Shamir: Ratchet

Scott Wallace
18th May 2015

XL Recordings, 2015

You would likely get lost trying to find the etymological roots of the slang term ‘ratchet.’ Is it a corruption of the word ‘wretched’? A way of putting down people who act too ‘ghetto’? A kind of wrench? In any case, 20-year-old Las Vegas native Shamir Bailey has taken the word as his own and used it as the title of his highly anticipated debut album.

Last year, Shamir’s single “On the Regular” was a bold statement of positivity and self-love. The waifish, androgynous young man proudly proclaims “Don’t try me, I’m not a free sample,” and states without qualms or fear “this is me, on the regular, so you know.” The strutting disco beats and playful analogue synths that characterise his music create a strange mix of the streets and the runway, where DIY hip-hop and R&B meet the glamour of dance music. In reclaiming the word 'ratchet’ it seems that Shamir is saying, “Call me what you want. I’m just doing me.”

A large influence on Shamir's music appears to be the underground LGBT scene of the 80's and 90's as captured in Jennie Livingstone's influential documentary Paris Is BurningIt's not hard to imagine the cast of downtrodden but brave souls that populated that film voguing and strutting to the relentless kick drum and house pianos of Ratchet album closer "Head in the Clouds." Shamir's androgynous style and refusal to be forced into a box provide a modern take on some of the themes of the film, filtered through the lens of his own personal experience. 

Shamir’s outsized but sweet personality is the perfect antidote to the faceless house divas that have populated the world of dance music for so long. Every lyric on the record shows his unique and intriguing point-of-view. Album opener “Vegas” is the perfect example; from a song about the titular city you expect thumping, hedonistic party beats, but this is a slow, sultry jam featuring a saxophone murmuring along with Shamir’s breathy repetition of the song’s title.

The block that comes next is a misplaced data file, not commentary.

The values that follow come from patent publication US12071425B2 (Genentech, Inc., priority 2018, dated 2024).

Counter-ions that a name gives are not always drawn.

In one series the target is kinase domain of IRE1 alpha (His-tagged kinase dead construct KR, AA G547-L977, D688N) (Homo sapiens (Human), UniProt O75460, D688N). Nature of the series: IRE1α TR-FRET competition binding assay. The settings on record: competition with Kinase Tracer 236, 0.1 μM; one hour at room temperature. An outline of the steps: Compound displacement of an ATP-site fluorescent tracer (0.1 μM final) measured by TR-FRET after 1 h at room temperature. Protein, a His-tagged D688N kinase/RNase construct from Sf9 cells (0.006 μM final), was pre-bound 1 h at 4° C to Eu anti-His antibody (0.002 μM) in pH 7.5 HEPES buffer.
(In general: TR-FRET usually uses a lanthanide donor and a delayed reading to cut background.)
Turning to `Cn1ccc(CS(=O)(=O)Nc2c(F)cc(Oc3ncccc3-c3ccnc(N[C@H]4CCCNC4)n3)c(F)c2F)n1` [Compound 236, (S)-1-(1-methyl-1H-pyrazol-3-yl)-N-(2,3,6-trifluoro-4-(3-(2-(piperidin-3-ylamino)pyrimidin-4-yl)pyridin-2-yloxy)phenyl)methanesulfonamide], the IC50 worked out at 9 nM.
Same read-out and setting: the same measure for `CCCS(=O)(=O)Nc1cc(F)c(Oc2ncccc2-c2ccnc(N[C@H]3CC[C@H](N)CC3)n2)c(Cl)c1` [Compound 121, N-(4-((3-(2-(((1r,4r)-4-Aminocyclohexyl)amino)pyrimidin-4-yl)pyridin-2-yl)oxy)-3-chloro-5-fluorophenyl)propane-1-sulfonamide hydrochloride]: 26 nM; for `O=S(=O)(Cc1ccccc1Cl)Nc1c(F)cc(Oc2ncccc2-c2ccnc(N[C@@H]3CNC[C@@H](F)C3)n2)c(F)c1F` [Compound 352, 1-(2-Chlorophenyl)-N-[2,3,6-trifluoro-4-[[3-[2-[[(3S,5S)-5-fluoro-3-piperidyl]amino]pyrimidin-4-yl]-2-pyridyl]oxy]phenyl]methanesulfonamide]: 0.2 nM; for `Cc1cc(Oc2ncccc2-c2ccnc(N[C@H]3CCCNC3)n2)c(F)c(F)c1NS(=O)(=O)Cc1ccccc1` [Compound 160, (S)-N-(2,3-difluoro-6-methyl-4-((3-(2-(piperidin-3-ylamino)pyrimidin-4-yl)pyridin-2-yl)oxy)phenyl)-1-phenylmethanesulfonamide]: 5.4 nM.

Even when the pace picks up, as on the incredible night-on-the-town anthem “Make a Scene” or the powerful kiss off “Call it Off” (where Shamir declares “No more basic, ratchet guys") Shamir is an absolutely magnetic presence. His high tenor is thin and doesn’t have a huge amount of range, but he is capable of delivering great tenderness and then in the next moment throwing some premium shade. 

Each song is composed of the same or similar elements - a four-to-the-floor drum machine beat and myriad synthesisers - but they are deployed with neat production tricks and embellishments from producer Nick Sylvester and Shamir’s gift for melody and dynamics. The occasional ballad, like the absolutely gorgeous reggae-tinged “Demon” or the gospel-ish “Darker,” provides a perfect breather so that the bold dance pop sound doesn’t become cloying or tiring.

Second half highlight “In for the Kill” is a jaw-dropping song that hits like an atomic bomb, but also pulls off the tricky manoeuvre of tying together strands of soul, pop, disco, hip-hop and even jazz and turning them into a unified whole. There are a couple of missteps on the record - namely “Hot Mess” and “Youth” which are slightly too long and lack the immediacy of the songs surrounding them - but for the most part the record meets the standard set by its best songs. 

Shamir is a young man who clearly understands music, and while that may not be impressive on its own, when you take into account his totally endearing and fascinating presence on record - his peculiar mixture of toughness and timidness - everything falls into place. Stunning at its best and merely promising at its worst, Ratchet is one of the finest and most fully formed debut albums to come out in a very long time. 

Ratchet is out now on CD, vinyl and digital formats.